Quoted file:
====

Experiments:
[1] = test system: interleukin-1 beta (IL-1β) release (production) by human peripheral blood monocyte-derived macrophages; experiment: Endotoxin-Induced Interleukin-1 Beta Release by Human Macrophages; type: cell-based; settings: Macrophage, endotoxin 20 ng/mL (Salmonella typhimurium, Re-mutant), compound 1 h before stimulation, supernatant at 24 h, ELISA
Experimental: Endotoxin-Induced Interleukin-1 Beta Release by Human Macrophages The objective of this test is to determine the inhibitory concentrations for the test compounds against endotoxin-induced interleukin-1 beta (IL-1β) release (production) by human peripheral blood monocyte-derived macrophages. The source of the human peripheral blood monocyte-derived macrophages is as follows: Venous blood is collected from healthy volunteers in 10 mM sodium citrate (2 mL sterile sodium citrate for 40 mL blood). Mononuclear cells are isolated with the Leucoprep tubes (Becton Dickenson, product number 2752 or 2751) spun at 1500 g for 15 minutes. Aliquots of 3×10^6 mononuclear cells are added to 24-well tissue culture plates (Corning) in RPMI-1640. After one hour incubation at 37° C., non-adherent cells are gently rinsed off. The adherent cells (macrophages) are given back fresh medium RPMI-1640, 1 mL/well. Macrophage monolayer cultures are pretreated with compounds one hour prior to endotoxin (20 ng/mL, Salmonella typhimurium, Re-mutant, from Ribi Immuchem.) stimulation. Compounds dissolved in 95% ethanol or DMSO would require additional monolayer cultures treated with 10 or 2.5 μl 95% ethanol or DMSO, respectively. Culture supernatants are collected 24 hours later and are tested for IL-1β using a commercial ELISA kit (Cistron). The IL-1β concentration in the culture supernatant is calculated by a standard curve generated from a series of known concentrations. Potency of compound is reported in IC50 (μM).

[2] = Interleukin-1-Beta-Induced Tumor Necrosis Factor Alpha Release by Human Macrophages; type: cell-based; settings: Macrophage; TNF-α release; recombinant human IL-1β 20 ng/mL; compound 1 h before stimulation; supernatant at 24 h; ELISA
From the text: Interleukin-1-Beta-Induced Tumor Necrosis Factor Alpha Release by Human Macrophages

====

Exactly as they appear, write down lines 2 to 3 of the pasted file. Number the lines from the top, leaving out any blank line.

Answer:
[1] = test system: interleukin-1 beta (IL-1β) release (production) by human peripheral blood monocyte-derived macrophages; experiment: Endotoxin-Induced Interleukin-1 Beta Release by Human Macrophages; type: cell-based; settings: Macrophage, endotoxin 20 ng/mL (Salmonella typhimurium, Re-mutant), compound 1 h before stimulation, supernatant at 24 h, ELISA
Experimental: Endotoxin-Induced Interleukin-1 Beta Release by Human Macrophages The objective of this test is to determine the inhibitory concentrations for the test compounds against endotoxin-induced interleukin-1 beta (IL-1β) release (production) by human peripheral blood monocyte-derived macrophages. The source of the human peripheral blood monocyte-derived macrophages is as follows: Venous blood is collected from healthy volunteers in 10 mM sodium citrate (2 mL sterile sodium citrate for 40 mL blood). Mononuclear cells are isolated with the Leucoprep tubes (Becton Dickenson, product number 2752 or 2751) spun at 1500 g for 15 minutes. Aliquots of 3×10^6 mononuclear cells are added to 24-well tissue culture plates (Corning) in RPMI-1640. After one hour incubation at 37° C., non-adherent cells are gently rinsed off. The adherent cells (macrophages) are given back fresh medium RPMI-1640, 1 mL/well. Macrophage monolayer cultures are pretreated with compounds one hour prior to endotoxin (20 ng/mL, Salmonella typhimurium, Re-mutant, from Ribi Immuchem.) stimulation. Compounds dissolved in 95% ethanol or DMSO would require additional monolayer cultures treated with 10 or 2.5 μl 95% ethanol or DMSO, respectively. Culture supernatants are collected 24 hours later and are tested for IL-1β using a commercial ELISA kit (Cistron). The IL-1β concentration in the culture supernatant is calculated by a standard curve generated from a series of known concentrations. Potency of compound is reported in IC50 (μM).